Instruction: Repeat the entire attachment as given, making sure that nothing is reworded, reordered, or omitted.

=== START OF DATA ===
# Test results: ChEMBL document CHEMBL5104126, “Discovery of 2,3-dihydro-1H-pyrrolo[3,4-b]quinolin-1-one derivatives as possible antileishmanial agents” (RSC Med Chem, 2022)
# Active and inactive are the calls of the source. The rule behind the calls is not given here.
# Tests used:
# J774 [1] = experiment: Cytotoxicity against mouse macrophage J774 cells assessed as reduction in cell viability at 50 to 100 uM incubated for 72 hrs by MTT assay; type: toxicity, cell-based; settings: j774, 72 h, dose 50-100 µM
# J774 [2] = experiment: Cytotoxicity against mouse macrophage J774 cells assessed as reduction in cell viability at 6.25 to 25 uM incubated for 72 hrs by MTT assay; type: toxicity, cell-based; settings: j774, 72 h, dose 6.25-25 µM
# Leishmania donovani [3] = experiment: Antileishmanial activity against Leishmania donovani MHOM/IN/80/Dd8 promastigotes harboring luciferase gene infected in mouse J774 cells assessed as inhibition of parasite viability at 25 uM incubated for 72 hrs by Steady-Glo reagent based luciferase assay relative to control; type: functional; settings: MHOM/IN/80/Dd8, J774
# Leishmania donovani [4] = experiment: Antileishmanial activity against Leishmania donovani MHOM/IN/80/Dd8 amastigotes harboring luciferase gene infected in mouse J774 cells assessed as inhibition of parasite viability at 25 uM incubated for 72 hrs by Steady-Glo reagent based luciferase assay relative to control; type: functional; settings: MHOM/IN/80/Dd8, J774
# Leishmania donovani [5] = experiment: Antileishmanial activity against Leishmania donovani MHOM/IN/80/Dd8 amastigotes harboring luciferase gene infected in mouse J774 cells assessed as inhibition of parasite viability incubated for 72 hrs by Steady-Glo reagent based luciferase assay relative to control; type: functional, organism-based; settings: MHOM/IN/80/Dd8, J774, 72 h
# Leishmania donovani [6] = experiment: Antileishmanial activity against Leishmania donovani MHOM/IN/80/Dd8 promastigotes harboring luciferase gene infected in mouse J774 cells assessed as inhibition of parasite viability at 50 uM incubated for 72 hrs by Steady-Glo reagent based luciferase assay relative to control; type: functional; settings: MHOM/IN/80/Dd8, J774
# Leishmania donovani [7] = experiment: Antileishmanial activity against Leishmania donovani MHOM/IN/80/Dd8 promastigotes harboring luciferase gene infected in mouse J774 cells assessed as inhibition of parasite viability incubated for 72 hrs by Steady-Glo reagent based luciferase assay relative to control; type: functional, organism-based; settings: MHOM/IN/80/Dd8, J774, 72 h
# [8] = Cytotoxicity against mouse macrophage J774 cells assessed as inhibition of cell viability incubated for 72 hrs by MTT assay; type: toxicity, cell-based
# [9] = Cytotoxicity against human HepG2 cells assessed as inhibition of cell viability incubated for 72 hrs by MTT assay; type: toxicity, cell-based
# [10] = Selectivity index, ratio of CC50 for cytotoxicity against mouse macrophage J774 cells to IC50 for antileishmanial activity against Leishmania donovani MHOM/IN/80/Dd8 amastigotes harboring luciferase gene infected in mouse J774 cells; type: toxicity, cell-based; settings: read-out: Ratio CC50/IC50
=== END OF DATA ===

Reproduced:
# Test results: ChEMBL document CHEMBL5104126, “Discovery of 2,3-dihydro-1H-pyrrolo[3,4-b]quinolin-1-one derivatives as possible antileishmanial agents” (RSC Med Chem, 2022)
# Active and inactive are the calls of the source. The rule behind the calls is not given here.
# Tests used:
# J774 [1] = experiment: Cytotoxicity against mouse macrophage J774 cells assessed as reduction in cell viability at 50 to 100 uM incubated for 72 hrs by MTT assay; type: toxicity, cell-based; settings: j774, 72 h, dose 50-100 µM
# J774 [2] = experiment: Cytotoxicity against mouse macrophage J774 cells assessed as reduction in cell viability at 6.25 to 25 uM incubated for 72 hrs by MTT assay; type: toxicity, cell-based; settings: j774, 72 h, dose 6.25-25 µM
# Leishmania donovani [3] = experiment: Antileishmanial activity against Leishmania donovani MHOM/IN/80/Dd8 promastigotes harboring luciferase gene infected in mouse J774 cells assessed as inhibition of parasite viability at 25 uM incubated for 72 hrs by Steady-Glo reagent based luciferase assay relative to control; type: functional; settings: MHOM/IN/80/Dd8, J774
# Leishmania donovani [4] = experiment: Antileishmanial activity against Leishmania donovani MHOM/IN/80/Dd8 amastigotes harboring luciferase gene infected in mouse J774 cells assessed as inhibition of parasite viability at 25 uM incubated for 72 hrs by Steady-Glo reagent based luciferase assay relative to control; type: functional; settings: MHOM/IN/80/Dd8, J774
# Leishmania donovani [5] = experiment: Antileishmanial activity against Leishmania donovani MHOM/IN/80/Dd8 amastigotes harboring luciferase gene infected in mouse J774 cells assessed as inhibition of parasite viability incubated for 72 hrs by Steady-Glo reagent based luciferase assay relative to control; type: functional, organism-based; settings: MHOM/IN/80/Dd8, J774, 72 h
# Leishmania donovani [6] = experiment: Antileishmanial activity against Leishmania donovani MHOM/IN/80/Dd8 promastigotes harboring luciferase gene infected in mouse J774 cells assessed as inhibition of parasite viability at 50 uM incubated for 72 hrs by Steady-Glo reagent based luciferase assay relative to control; type: functional; settings: MHOM/IN/80/Dd8, J774
# Leishmania donovani [7] = experiment: Antileishmanial activity against Leishmania donovani MHOM/IN/80/Dd8 promastigotes harboring luciferase gene infected in mouse J774 cells assessed as inhibition of parasite viability incubated for 72 hrs by Steady-Glo reagent based luciferase assay relative to control; type: functional, organism-based; settings: MHOM/IN/80/Dd8, J774, 72 h
# [8] = Cytotoxicity against mouse macrophage J774 cells assessed as inhibition of cell viability incubated for 72 hrs by MTT assay; type: toxicity, cell-based
# [9] = Cytotoxicity against human HepG2 cells assessed as inhibition of cell viability incubated for 72 hrs by MTT assay; type: toxicity, cell-based
# [10] = Selectivity index, ratio of CC50 for cytotoxicity against mouse macrophage J774 cells to IC50 for antileishmanial activity against Leishmania donovani MHOM/IN/80/Dd8 amastigotes harboring luciferase gene infected in mouse J774 cells; type: toxicity, cell-based; settings: read-out: Ratio CC50/IC50